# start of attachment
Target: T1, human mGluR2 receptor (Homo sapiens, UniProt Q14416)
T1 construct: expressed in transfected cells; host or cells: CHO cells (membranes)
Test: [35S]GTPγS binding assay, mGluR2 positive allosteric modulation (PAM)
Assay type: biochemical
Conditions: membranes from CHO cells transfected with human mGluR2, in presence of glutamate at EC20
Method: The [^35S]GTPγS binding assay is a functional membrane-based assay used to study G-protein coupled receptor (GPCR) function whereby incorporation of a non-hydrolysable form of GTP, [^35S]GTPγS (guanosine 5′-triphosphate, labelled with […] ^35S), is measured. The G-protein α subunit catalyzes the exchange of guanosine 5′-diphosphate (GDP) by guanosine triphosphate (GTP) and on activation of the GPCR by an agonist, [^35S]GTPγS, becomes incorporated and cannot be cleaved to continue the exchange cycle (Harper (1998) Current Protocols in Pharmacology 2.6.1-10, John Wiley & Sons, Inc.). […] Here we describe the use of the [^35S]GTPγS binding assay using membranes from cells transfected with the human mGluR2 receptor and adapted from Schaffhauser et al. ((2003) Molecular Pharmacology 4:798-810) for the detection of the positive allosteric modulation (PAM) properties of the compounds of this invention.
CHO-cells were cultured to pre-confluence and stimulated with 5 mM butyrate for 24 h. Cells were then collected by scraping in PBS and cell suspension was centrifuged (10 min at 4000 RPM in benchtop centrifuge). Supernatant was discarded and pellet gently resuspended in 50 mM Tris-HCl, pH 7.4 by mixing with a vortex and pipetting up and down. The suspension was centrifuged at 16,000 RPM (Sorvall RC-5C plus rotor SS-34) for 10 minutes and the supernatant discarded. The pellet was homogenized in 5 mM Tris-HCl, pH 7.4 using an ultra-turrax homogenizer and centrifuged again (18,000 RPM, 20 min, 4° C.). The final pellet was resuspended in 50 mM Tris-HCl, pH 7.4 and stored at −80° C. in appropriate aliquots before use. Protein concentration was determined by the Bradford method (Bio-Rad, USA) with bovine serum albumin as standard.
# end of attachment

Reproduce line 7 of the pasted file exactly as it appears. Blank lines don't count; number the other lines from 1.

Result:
CHO-cells were cultured to pre-confluence and stimulated with 5 mM butyrate for 24 h. Cells were then collected by scraping in PBS and cell suspension was centrifuged (10 min at 4000 RPM in benchtop centrifuge). Supernatant was discarded and pellet gently resuspended in 50 mM Tris-HCl, pH 7.4 by mixing with a vortex and pipetting up and down. The suspension was centrifuged at 16,000 RPM (Sorvall RC-5C plus rotor SS-34) for 10 minutes and the supernatant discarded. The pellet was homogenized in 5 mM Tris-HCl, pH 7.4 using an ultra-turrax homogenizer and centrifuged again (18,000 RPM, 20 min, 4° C.). The final pellet was resuspended in 50 mM Tris-HCl, pH 7.4 and stored at −80° C. in appropriate aliquots before use. Protein concentration was determined by the Bradford method (Bio-Rad, USA) with bovine serum albumin as standard.